To the class of 2018, the eagles flying towards the sun.
Please, don’t forget us
Recently, I’ve been thinking about the story when you give a mouse a cookie. A small mouse with enough force to destroy a house and everything in it. I don’t think it was intended to be this dark. To convey a silent killer that sucks up all the possessions you’ve ever carried in your life. Reading this book to school children, I know their mind must be a Kaleidoscope of ideas that my mind has drifted away from. How easily we lose imagination and dreams when we become older.
Now reading this story, I can’t help but think of one thing. The mouse. It reminds me of this system, of my school, my city. What it is like trying to find a space in a system that was never meant for you. Battered books and broken ceilings, walking miles for education. It’s slipping through the cracks like every other person that looks like you.
It feels like prison school pipeline and low graduation rates. No food at home and food too expensive at school. My graduating class learned alot from books like this, from this system, how to close our mouths and keep our heads forward, cross the line and enter an entirely new world. Too afraid that if went against the norms we would be swallowed up too. Because if we fed this system won’t we just make it bigger?
It’s really not about the mouse. The mouse is just a pawn, a heartbeat connected to an even bigger organism. We don’t notice that this little girl is feeding a rat and probably many others and now her parents have to deal with rat infestation because their daughter keeps trying to be friends with rodents. As kids, we see the problem as small but now I see it as a crisis. This system has been spitting kids like us out for generations. I’m not the first kid to write a poem. But I think I’m the first to talk about the real problem.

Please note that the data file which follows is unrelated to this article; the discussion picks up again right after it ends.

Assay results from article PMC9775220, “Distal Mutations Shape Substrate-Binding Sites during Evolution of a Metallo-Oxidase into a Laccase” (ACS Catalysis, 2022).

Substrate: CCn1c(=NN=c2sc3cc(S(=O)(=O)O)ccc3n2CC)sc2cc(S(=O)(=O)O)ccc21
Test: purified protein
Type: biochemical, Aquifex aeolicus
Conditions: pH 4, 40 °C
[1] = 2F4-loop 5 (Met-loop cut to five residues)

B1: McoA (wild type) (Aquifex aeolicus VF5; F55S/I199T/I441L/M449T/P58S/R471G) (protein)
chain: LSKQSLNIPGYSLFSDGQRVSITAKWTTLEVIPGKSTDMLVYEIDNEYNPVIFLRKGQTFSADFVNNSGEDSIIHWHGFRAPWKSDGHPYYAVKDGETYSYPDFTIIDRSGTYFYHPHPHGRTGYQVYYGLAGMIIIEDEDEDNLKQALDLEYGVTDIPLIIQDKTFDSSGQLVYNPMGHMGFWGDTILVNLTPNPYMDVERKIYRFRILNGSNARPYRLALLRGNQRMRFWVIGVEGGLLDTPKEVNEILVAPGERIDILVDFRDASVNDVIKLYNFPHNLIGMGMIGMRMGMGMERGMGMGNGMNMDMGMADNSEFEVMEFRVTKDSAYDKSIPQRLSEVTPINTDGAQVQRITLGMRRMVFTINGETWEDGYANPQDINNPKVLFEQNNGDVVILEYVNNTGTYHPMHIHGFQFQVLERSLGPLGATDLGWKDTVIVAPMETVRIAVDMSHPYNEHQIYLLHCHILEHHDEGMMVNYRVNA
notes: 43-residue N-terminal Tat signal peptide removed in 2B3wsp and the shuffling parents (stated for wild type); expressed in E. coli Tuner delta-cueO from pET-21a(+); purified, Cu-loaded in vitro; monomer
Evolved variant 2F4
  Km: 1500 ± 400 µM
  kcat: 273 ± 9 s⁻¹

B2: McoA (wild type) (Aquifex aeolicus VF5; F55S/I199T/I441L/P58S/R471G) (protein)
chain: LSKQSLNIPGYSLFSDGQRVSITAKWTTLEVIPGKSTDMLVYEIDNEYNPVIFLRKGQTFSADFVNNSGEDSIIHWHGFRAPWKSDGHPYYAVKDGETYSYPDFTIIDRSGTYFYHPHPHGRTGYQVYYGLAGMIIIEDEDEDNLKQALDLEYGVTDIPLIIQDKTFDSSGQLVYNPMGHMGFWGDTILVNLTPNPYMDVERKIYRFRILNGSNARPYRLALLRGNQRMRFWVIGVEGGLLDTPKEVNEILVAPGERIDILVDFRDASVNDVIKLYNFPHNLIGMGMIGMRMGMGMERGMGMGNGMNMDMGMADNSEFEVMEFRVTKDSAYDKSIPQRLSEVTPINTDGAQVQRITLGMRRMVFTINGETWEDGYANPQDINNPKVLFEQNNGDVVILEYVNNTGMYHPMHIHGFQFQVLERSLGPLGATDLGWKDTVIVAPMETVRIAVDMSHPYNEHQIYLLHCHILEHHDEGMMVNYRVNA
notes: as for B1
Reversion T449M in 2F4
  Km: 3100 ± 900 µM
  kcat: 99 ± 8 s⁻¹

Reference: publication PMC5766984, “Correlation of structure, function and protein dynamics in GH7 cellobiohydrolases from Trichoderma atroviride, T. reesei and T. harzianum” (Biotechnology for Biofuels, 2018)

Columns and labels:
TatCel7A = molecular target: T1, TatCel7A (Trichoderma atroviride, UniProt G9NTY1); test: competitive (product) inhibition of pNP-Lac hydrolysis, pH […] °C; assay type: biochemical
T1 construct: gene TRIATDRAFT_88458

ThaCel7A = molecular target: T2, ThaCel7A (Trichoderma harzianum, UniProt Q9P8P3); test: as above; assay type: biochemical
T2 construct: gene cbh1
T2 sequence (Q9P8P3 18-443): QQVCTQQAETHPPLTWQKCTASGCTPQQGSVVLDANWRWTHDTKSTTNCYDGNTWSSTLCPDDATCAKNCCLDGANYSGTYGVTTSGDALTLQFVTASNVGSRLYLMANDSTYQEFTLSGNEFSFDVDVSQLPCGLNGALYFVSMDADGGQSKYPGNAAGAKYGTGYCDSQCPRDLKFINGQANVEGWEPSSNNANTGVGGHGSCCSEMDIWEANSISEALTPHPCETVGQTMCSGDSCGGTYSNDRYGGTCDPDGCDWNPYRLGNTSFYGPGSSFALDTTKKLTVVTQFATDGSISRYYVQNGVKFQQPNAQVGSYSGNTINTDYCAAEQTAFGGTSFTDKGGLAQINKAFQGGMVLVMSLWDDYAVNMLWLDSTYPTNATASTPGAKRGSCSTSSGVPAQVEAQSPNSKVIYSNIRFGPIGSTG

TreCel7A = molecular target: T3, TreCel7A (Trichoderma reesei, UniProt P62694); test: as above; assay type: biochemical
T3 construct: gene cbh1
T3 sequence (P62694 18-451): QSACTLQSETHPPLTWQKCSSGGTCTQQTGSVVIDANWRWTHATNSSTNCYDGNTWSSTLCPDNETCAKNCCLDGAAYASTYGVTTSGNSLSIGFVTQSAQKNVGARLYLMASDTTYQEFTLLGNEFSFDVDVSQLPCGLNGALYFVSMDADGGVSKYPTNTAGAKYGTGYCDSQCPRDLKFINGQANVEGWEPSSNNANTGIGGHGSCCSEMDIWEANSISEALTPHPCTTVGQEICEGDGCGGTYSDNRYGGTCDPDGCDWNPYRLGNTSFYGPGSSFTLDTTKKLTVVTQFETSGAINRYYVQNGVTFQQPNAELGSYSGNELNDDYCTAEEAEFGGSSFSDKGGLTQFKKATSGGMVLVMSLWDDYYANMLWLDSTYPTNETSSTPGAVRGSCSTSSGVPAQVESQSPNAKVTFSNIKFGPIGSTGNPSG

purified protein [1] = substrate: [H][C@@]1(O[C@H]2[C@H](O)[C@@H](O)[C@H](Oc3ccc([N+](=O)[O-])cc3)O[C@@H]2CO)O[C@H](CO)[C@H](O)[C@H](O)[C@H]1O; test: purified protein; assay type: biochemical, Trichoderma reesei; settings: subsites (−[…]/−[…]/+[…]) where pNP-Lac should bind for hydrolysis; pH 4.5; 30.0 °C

The problem of a small mouse, overcrowded by hundreds of things, and eating them with every bite but never full. I found my own copy of this book in the closet, the first couple of pages were ripped out and the date on the cover said 2001.
My graduating class are survivors, no the children of survivors. The September 1st, 2001 survivors, the two planes, twin towers down survivors. On the mark of our first year alive, we became the beginning of a long stretch of red blue and white violence.
We were the children that came with ammunition already packed in our lunchboxes for the next war. Our first words were liberty and patriotism and we learned to draw pictures of a far away freedom. We were the kids left behind when the world shifted to find justice. As my ripped and beaten book cover suggests in 2001 we were named the children of tragedy. Wrapped in the arms of self-discovery, we marched on through the battle. When the explosion sounded around the world we learned to breathe in silence like it was a tablespoon of cough syrup for the sickly.
Forgotten in the background noise, we fought to even touch something as soft as peace. A tornado of a city always overshadowed by another hurricane, Our school in the middle of a battleground but our pencils never wavered. We did what we were told was best until no one was there to guide us anymore. My class was moved away until the world we lived in became an entirely different place.